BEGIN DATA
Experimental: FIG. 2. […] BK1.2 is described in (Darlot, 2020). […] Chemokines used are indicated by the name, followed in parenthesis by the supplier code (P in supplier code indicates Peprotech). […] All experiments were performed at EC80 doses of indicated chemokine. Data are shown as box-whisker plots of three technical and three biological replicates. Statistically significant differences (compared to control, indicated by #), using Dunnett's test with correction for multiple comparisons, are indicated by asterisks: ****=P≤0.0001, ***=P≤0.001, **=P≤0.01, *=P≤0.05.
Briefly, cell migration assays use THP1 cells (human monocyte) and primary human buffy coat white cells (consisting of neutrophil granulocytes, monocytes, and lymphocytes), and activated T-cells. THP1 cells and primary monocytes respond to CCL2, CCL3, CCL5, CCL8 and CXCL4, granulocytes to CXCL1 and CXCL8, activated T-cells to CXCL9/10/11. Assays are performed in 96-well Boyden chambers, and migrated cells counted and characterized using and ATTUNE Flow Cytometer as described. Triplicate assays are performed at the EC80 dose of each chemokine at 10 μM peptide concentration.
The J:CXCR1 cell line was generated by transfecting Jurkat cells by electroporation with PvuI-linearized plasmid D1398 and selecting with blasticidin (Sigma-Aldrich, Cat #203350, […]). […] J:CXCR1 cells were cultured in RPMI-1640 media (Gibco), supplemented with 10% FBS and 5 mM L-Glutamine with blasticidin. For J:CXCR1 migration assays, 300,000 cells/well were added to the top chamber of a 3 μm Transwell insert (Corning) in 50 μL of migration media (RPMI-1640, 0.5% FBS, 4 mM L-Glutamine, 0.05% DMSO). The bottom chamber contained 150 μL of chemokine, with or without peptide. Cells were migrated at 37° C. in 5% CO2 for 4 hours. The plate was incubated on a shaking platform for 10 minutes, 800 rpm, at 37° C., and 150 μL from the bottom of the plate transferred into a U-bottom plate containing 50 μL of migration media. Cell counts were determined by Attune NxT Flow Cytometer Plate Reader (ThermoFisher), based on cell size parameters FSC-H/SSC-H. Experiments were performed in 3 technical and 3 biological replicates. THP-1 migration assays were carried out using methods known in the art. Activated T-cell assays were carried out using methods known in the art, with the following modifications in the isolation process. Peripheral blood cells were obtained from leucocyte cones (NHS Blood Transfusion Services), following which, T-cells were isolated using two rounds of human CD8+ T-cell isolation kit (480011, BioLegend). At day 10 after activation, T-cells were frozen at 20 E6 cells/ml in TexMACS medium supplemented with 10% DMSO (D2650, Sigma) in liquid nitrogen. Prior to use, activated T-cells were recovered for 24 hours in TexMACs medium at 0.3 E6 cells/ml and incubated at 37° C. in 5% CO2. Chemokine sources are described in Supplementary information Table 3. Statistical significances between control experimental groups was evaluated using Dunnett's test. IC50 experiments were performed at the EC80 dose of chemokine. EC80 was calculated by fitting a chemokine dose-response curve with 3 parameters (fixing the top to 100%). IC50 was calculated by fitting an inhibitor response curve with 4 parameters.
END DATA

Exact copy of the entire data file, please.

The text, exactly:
Experimental: FIG. 2. […] BK1.2 is described in (Darlot, 2020). […] Chemokines used are indicated by the name, followed in parenthesis by the supplier code (P in supplier code indicates Peprotech). […] All experiments were performed at EC80 doses of indicated chemokine. Data are shown as box-whisker plots of three technical and three biological replicates. Statistically significant differences (compared to control, indicated by #), using Dunnett's test with correction for multiple comparisons, are indicated by asterisks: ****=P≤0.0001, ***=P≤0.001, **=P≤0.01, *=P≤0.05.
Briefly, cell migration assays use THP1 cells (human monocyte) and primary human buffy coat white cells (consisting of neutrophil granulocytes, monocytes, and lymphocytes), and activated T-cells. THP1 cells and primary monocytes respond to CCL2, CCL3, CCL5, CCL8 and CXCL4, granulocytes to CXCL1 and CXCL8, activated T-cells to CXCL9/10/11. Assays are performed in 96-well Boyden chambers, and migrated cells counted and characterized using and ATTUNE Flow Cytometer as described. Triplicate assays are performed at the EC80 dose of each chemokine at 10 μM peptide concentration.
The J:CXCR1 cell line was generated by transfecting Jurkat cells by electroporation with PvuI-linearized plasmid D1398 and selecting with blasticidin (Sigma-Aldrich, Cat #203350, […]). […] J:CXCR1 cells were cultured in RPMI-1640 media (Gibco), supplemented with 10% FBS and 5 mM L-Glutamine with blasticidin. For J:CXCR1 migration assays, 300,000 cells/well were added to the top chamber of a 3 μm Transwell insert (Corning) in 50 μL of migration media (RPMI-1640, 0.5% FBS, 4 mM L-Glutamine, 0.05% DMSO). The bottom chamber contained 150 μL of chemokine, with or without peptide. Cells were migrated at 37° C. in 5% CO2 for 4 hours. The plate was incubated on a shaking platform for 10 minutes, 800 rpm, at 37° C., and 150 μL from the bottom of the plate transferred into a U-bottom plate containing 50 μL of migration media. Cell counts were determined by Attune NxT Flow Cytometer Plate Reader (ThermoFisher), based on cell size parameters FSC-H/SSC-H. Experiments were performed in 3 technical and 3 biological replicates. THP-1 migration assays were carried out using methods known in the art. Activated T-cell assays were carried out using methods known in the art, with the following modifications in the isolation process. Peripheral blood cells were obtained from leucocyte cones (NHS Blood Transfusion Services), following which, T-cells were isolated using two rounds of human CD8+ T-cell isolation kit (480011, BioLegend). At day 10 after activation, T-cells were frozen at 20 E6 cells/ml in TexMACS medium supplemented with 10% DMSO (D2650, Sigma) in liquid nitrogen. Prior to use, activated T-cells were recovered for 24 hours in TexMACs medium at 0.3 E6 cells/ml and incubated at 37° C. in 5% CO2. Chemokine sources are described in Supplementary information Table 3. Statistical significances between control experimental groups was evaluated using Dunnett's test. IC50 experiments were performed at the EC80 dose of chemokine. EC80 was calculated by fitting a chemokine dose-response curve with 3 parameters (fixing the top to 100%). IC50 was calculated by fitting an inhibitor response curve with 4 parameters.